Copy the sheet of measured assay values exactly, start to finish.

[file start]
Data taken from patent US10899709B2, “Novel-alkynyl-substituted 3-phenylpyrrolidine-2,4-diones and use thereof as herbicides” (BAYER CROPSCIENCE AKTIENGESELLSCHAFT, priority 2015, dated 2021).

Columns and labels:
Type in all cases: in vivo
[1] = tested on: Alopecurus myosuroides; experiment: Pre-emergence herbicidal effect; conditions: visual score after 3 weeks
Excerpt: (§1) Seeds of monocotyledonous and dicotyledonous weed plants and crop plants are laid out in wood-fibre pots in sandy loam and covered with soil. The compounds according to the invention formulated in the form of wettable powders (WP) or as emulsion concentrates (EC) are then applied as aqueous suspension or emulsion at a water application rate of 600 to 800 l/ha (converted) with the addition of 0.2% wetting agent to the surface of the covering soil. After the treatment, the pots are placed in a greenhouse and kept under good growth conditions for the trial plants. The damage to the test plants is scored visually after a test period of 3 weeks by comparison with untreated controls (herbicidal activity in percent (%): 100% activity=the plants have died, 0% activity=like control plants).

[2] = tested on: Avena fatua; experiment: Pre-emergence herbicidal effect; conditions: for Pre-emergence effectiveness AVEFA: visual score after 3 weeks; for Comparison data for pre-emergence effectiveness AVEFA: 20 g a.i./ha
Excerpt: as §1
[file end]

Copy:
Data taken from patent US10899709B2, “Novel-alkynyl-substituted 3-phenylpyrrolidine-2,4-diones and use thereof as herbicides” (BAYER CROPSCIENCE AKTIENGESELLSCHAFT, priority 2015, dated 2021).

Columns and labels:
Type in all cases: in vivo
[1] = tested on: Alopecurus myosuroides; experiment: Pre-emergence herbicidal effect; conditions: visual score after 3 weeks
Excerpt: (§1) Seeds of monocotyledonous and dicotyledonous weed plants and crop plants are laid out in wood-fibre pots in sandy loam and covered with soil. The compounds according to the invention formulated in the form of wettable powders (WP) or as emulsion concentrates (EC) are then applied as aqueous suspension or emulsion at a water application rate of 600 to 800 l/ha (converted) with the addition of 0.2% wetting agent to the surface of the covering soil. After the treatment, the pots are placed in a greenhouse and kept under good growth conditions for the trial plants. The damage to the test plants is scored visually after a test period of 3 weeks by comparison with untreated controls (herbicidal activity in percent (%): 100% activity=the plants have died, 0% activity=like control plants).

[2] = tested on: Avena fatua; experiment: Pre-emergence herbicidal effect; conditions: for Pre-emergence effectiveness AVEFA: visual score after 3 weeks; for Comparison data for pre-emergence effectiveness AVEFA: 20 g a.i./ha
Excerpt: as §1